just fizzy white wine at a price

A business owner must see his business as a daily battle to create differences between his bakery and Billy’s bakery across the street. A victory in this battle means that customers will pay your price for quality, convenience or selection. Defeat means that your customers will reduce everything to the simplest comparable state – apples to apples, loaves to loaves – and dollars per unit. This is how customers will make a buying decision, by boiling choices down to the simplest common denominator- a situation what will certainly occur if you do not strive to offer value and which will result in you dropping your prices to compete.

Commodities like flour, pork bellies and water are traded on the world market on price alone. A successful business should be striving on the other hand to steer away from stark YES or NO decision and present itself as that highly desirable, nutritious, refreshing, sexy and distinctive water that will have the neighbours “oohing” and “aahing”. That is how you get your price.

In some instances, price is an indication of quality. Selling cheap means a substandard product in some customer’s eyes. Don’t sell me clothes. Make me attractive, stylish and self-confident!

Consider champagne, which is only fizzy white wine after all, but with typically higher prices. But the makers have kept improving sales in a market for alcohol that is uniformly declining across the developed world by positioning champagne as the special occasion drink. Could you imagine celebrating your 10th wedding anniversary with a bottle of Pepsi? I can imagine the divorce lawyers having a giggle over that one.

In the 1970’s when Ford was having huge quality problems in its Lincoln models, the company brass instructed the sales people to phone and ask customers about the performance of their new cars. This created a torrent of warranty claims from all dealerships across the country – except for one. At that dealership the sales staff did not ask if there was anything wrong with their purchase – implying something negative. Rather, they tapped into the reason that people bought a flashy expensive car in the first place. They phoned to ask how the neighbours liked the new car. This time the response was totally upbeat.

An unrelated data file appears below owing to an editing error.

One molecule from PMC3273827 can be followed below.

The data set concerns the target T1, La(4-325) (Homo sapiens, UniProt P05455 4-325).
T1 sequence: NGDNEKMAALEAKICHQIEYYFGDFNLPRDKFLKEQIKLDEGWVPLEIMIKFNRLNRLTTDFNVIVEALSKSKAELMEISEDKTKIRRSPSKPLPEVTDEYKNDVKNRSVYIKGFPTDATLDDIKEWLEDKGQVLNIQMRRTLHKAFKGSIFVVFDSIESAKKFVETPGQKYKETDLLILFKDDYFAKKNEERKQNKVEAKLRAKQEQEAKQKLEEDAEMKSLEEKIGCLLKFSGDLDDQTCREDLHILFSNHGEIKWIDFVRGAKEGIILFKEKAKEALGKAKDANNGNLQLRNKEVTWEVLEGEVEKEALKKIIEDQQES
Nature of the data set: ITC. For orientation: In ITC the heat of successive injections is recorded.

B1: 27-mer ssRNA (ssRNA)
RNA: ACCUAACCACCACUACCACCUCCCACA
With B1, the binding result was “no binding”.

If your business wants to be successful, then don’t marry the ugly sister by putting price on the table before you have offered value. In your store or sales presentation, value should be offered first and price last. You alone can prevent the customer from taking the easy route and making a comparison on price alone. If you introduce price in the first breath, you have just told the customer that their choice must be on price alone and your efforts to add value after that are wasted

So where is the value? What makes your product especially good and a benefit to all who buy it? Is it healthful? Will it save time and money? Is it the best fit and best looking blouse on the racks today?

If you are selling something wherein everyone knows the price, like crude copper, say; what is the value proposition in dealing with your company? Is it the payment terms? Free delivery? Just in Time delivery? The sexiest sales staff? Do you have acres of parking? What value is buried in the price that you can bring into the sunshine for your customers to say “ooh” and “aah”?

Nevertheless, if you truly believe that your business can only compete on price, consider this. There is a product made from two commodities – water and flour – which are sold worldwide on price alone. In turn, this mixture should be the perfect commodity product. Right?

But, this dried paste of flour and water has over one thousand different market niches. And it has created all these niches and price points not by changing the use of this food product or even its flavour. The Italians have altered only one variable for this product – the shape of the food!!?? It’s brilliant! It’s pasta.

 By Andrew Gregson

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